In 1961 he prohibited the Irish writer Brendan Behan (qv) from marching, branding him a publicity-seeking drunkard. Behan riposted that upon being banished from Ireland by St Patrick (qv), the snakes had gone to New York and become judges. A formidable public controversialist, Comerford refused to allow the divisively radical Irish republican Bernadette Devlin into the march in the early 1970s, had presidential candidates Robert Kennedy (1968) and Jimmy Carter (1976) ejected for politicking, and clashed with celebrated journalist Jimmy Breslin, who he believed paid pranksters to spray orange paint along the route in 1957.
The dispersal of the New York Irish into the suburbs heightened the symbolic importance of the parade, which expanded dramatically from 1945. By the 1960s it was the world's largest annual civilian parade, capable in good weather of attracting 120,000 participants, proceeding for over six hours, and watched by well over one million onlookers. Comerford kept this operation running smoothly, directing his 2,000-strong army of volunteers with brusque aplomb.
Following lobbying by the stores lining the prestigious Fifth Avenue route – who were urging that either the parade be moved elsewhere or be held on the Sunday nearest 17 March – in September 1966 the mayor of New York, John Lindsay, suggested holding it in Central Park. Comerford swamped the mayor's office with letters and resolutions before meeting Lindsay on 13 October and battering him verbally into submission. They then held a joint press conference wherein Lindsay declared that the parade would retain its traditional route and date. That year Comerford also helped unseat a city councilman who advocated strict regulation of parades.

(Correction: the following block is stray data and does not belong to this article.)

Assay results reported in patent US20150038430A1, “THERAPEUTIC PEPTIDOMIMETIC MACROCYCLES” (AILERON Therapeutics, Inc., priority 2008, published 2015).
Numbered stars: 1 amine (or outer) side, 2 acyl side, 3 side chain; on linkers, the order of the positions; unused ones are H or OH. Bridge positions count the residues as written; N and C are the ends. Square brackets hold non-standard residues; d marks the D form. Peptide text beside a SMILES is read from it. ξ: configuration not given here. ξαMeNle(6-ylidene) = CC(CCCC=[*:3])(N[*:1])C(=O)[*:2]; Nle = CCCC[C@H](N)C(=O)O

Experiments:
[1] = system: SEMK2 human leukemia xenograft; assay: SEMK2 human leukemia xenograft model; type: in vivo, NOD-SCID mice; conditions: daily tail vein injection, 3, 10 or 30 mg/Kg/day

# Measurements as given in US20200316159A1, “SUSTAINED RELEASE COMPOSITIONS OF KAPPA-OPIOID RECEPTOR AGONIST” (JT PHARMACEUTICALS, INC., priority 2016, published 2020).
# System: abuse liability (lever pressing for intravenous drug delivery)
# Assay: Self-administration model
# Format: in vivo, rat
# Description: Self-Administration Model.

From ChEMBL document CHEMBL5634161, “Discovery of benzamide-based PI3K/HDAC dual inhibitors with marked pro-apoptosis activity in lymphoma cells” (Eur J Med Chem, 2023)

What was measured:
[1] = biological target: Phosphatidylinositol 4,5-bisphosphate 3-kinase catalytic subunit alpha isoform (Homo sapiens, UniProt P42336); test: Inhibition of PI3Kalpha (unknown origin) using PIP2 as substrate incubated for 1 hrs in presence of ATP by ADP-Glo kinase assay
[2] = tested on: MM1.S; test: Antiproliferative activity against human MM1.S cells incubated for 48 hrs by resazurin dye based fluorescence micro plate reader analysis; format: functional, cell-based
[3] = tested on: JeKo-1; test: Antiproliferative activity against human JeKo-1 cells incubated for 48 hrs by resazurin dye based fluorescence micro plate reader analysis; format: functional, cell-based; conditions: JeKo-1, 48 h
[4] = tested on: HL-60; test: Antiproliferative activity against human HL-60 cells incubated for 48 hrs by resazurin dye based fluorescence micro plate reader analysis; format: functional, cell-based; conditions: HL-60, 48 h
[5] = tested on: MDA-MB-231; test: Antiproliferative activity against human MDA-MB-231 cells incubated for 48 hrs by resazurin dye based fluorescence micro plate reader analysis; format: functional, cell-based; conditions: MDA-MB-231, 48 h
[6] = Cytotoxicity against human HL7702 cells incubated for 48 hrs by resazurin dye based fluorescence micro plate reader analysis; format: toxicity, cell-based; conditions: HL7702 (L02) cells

After the outbreak of the Northern Ireland troubles in 1969, he was a prominent supporter of the Irish Northern Aid Committee (Noraid), an IRA-linked fund-raising group, and hailed the Provisional IRA as true successor of the IRA of 1919–21. Excepting 1972 (the year of the 'bloody Sunday' shootings in Derry), he avoided explicitly politicising the parade, and the only political statement formally allowed was a banner – introduced by Comerford in 1947 – declaring: 'England, get out of Ireland'. Slogans and chants relating to Northern Ireland proliferated regardless, and tensions developed between Comerford and the Irish diplomatic corps, which vacated the viewing stand whenever one of the twenty or so Noraid units passed.
Embarrassed by the prevalence of intoxicated teenagers marauding around the parade, Comerford bowed to pressure from Cardinal Terence Cooke of New York by announcing abruptly in December 1981 that, to encourage a better atmosphere, the next parade would be on the Sunday before 17 March. The grassroots opposition to this decision was so overwhelming that he reversed course six days later, and the city authorities were shamed into properly policing the 1982 parade, which was the calmest in years. Emboldened, the many parade delegates radicalised by the Northern Ireland hunger strikes shed their long accustomed deference and demanded that Noraid founder and self-admitted gunrunner Michael Flannery (qv) be made grand marshal for the 1983 parade.
Despite regarding Flannery's installation as too provocative, Comerford acquiesced rather than suffer a public reverse. Uproar ensued, as the Irish government, the US military, several prominent Irish-American politicians, and many catholic schools boycotted the parade. Worse for Comerford, democracy had triumphed, and the subsequent grand marshal elections were conducted like party political primaries with candidates using full-page newspaper advertisements and leaking endorsements to the media.
Retiring as parade committee chairman in late 1984, Comerford spent his last months in a Bronx nursing home, and died in Our Lady of Mercy Medical Center in the Bronx on 24 March 1988. He was buried in Gate of Heaven cemetery, Hawthorne, NY. In 1978 he published a meticulous, but rambling and idealised, 1,000-page memoir, My Kilkenny IRA days: 1916–22. His papers are in the Tamiment Library and Robert F. Wagner Labor Archives, New York University.